In 2013, Techeal Gonquoi had just finished third grade and expressed a desire to play sports. But his parents were both busy working multiple jobs; they wouldn’t be available to take him to and from practices and games.

Plus, Gonquoi’s mother, Musu Dorliae, felt her son’s public school in Delaware County wasn’t the best fit.

Then she found out about Masonic Children’s Home, on the sprawling 1,400-acre Masonic Village campus in Elizabethtown. The home, which currently houses 35 residents, has hosted more than 2,100 children since the Pennsylvania Freemasons established it in 1913.

Those residents include youngsters in elementary school up to teenagers in high school. They attend either Elizabethtown Area School District, Lancaster-Lebanon Intermediate Unit 13 programs or the Lancaster County Career & Technology Center. They also have the option to play sports at Elizabethtown.

Gonquoi, now a junior at Elizabethtown Area High School, is in his eighth year living at the Masonic Children’s Home during the school year. He lives with his family during the summers in a house just a few miles from the heart of Philadelphia.

Looking back on his arrival at the children’s home, when he was in fourth grade, Gonquoi admits it was a difficult adjustment.

“It was different in Philly. The schools were way different,” Gonquoi said. “It felt weird going to school (at Elizabethtown). I was more used to seeing people like me.”

Techeal and his brothers

From left to right, brothers Anthony Wreh, Techeal Gonquoi, Shedrack Wreh and Cyrus Wresh. 2020.

Finding a niche

Sports helped Gonquoi get comfortable in his new environment. The sport that stuck is basketball, which he’s been playing since fifth grade. He is the starting point guard and No. 3 scorer for the E-town boys basketball team this season.

“I love the pace of the game,” Gonquoi said. “With basketball, you’re always running, you’re always moving. It’s fun to be in that team environment.”

Gonquoi’s journey isn’t uncommon. There have been plenty of former Masonic Children’s Home residents who played sports at Elizabethtown over the years. One recent example is Amos Kollie, who lived at the home and played for the Bears boys basketball team before graduating in 2019. Current Elizabethtown sophomore Joy Ngafua, who lives at the home, is a first-year Bears cheerleader this winter and hopes to play lacrosse this spring.

“I actually knew of (Ngafua) before I got (to Elizabethtown),” Gonquoi said. “She used to go to my church (in Philadelphia).”

What makes Gonquoi’s story unique is this: His current basketball coach, Lee Eckert, is also one of the house parents at the Masonic Children’s Home.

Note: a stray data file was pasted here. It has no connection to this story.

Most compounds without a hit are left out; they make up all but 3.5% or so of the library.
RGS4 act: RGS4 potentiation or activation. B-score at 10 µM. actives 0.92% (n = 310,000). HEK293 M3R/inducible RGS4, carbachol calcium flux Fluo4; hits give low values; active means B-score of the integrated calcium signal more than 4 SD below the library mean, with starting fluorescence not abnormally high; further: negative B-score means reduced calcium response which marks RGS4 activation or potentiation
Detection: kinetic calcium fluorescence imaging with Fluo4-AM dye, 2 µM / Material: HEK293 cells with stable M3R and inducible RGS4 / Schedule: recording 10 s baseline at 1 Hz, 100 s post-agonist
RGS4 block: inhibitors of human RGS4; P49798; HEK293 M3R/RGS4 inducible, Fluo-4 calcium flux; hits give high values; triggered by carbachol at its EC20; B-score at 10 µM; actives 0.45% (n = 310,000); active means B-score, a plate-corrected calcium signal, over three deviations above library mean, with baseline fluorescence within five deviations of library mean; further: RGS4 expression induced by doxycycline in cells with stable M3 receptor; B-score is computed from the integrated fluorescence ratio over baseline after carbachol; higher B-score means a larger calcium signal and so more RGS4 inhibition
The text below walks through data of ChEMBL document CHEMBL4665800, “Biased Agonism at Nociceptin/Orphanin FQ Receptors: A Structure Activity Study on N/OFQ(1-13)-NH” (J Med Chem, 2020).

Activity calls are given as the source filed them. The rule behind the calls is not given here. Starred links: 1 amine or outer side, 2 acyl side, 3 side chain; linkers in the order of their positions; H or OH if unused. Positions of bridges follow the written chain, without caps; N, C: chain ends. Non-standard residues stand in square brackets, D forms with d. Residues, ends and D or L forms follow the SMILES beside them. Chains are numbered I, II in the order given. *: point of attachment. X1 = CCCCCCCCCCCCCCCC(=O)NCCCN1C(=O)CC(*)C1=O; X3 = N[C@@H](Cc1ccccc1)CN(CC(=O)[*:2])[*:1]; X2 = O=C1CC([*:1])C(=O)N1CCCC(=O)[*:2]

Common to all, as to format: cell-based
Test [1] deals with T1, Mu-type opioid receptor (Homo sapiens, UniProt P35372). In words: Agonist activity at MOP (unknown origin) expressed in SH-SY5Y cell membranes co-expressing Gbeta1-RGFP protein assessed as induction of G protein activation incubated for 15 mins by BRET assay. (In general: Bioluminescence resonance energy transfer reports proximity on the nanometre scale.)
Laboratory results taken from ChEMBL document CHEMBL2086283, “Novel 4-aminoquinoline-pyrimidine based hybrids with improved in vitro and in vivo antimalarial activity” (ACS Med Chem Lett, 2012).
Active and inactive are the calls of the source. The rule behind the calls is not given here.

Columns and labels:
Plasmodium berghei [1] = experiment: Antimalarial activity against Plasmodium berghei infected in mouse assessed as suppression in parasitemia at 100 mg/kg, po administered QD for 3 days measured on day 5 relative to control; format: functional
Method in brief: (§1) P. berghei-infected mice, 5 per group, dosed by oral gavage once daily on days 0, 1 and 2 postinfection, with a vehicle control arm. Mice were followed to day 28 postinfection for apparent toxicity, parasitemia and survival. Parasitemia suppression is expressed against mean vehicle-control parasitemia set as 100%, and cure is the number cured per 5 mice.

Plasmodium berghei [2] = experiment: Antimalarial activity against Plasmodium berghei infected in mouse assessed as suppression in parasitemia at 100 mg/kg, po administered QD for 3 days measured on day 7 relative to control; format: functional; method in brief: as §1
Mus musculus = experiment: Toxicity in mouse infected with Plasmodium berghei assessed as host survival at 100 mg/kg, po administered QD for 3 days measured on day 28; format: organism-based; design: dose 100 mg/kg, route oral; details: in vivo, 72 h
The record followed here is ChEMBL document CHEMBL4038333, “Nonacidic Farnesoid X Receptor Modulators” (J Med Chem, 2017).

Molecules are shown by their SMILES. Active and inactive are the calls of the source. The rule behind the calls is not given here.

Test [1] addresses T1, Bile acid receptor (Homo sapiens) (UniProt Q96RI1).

Eckert, a Hempfield graduate and former Elizabethtown College basketball standout, is the Bears’ new varsity boys basketball coach. He left a job with River Rock Academy to become a house parent at Masonic Children’s Home about a year ago.

“I probably talk to (Gonquoi) almost daily,” Eckert said. “When I got the head coaching job, I was (at the Masonic Children’s Home) all summer.”

Coach and player put up shots on the outdoor court just yards from the house where Gonquoi lives with seven other boys, each with their own room. One of those other boys is Gonquoi’s younger stepbrother, Anthony Wreh. Their two younger half brothers, Shedrack and Cyrus Wreh, also live on the Masonic campus.

“I try to lead by my actions,” said Gonquoi, who tries to be a role model for his siblings. “I give them advice about how to handle certain situations and stuff like that.”

Techeal Gonquoi and family

In an earlier photo from 2012, from left to right, Shedrack Wreh, Musu Dorliae, Cyrus Wreh, Dennis Wreh, Anthony Wreh and Techeal Gonquoi.

Forging a new life

Of the four brothers, Techeal was the only one who was born in Liberia, a country on the western edge of the African continent along the Atlantic coast.

In 2005, two years after the second civil war in Liberia ended and a year after Gonquoi was born, his mother brought him with her to the United States as a refugee. Dorliae later married and had sons Shedrack and Cyrus. She obtained U.S. citizenship in 2011, as did Gonquoi in 2017.

Dorliae works full-time as a nursing assistant. Gonquoi’s biological father remains in Liberia.

“I’m still in contact with him,” Gonquoi said. “But ever since I left, I haven’t seen him in person. But we talk on the phone. He calls me. I call him sometimes.”

Gonquoi has an older sister, Tutu, who was also born in Liberia. She now lives in Pittsburgh, working as a nurse.

Techeal Gonquoi and sister

Techeal Gonquoi, left, and older sister, Tutu Gonquoi. Both were born in Liberia.

Tutu Gonquoi is a graduate of the University of Pittsburgh. She was the first in her family to go college. Techeal Gonquoi will soon become the second, thanks in large part to the opportunities he’s been afforded through the Masonic Children’s Home.

In the classroom, Gonquoi said he excels at math but most enjoys science.

“I’m just a hands-on learner,” he said. “I like experimenting with things. You’ve got chemicals to work with. … That’s really fun for me.”

His sister was able to see him play for the first time last season when Elizabethtown traveled to the western part of the state and won a PIAA tournament game for the first time in program history.

“I’m grateful to be here,” he said. “If I wouldn’t have come here, it would’ve been hard. In Philly, the school I was going to … there were always fights happening. There was always something happening at that school. So when I came here, this place helped me grow up and see life in a different perspective.”

Gonquoi is motivated to make good on all the hard work put in by his parents.

“One day,” he said. “I want to buy them something or get them out the ’hood.”

Other stories to read:

Source Article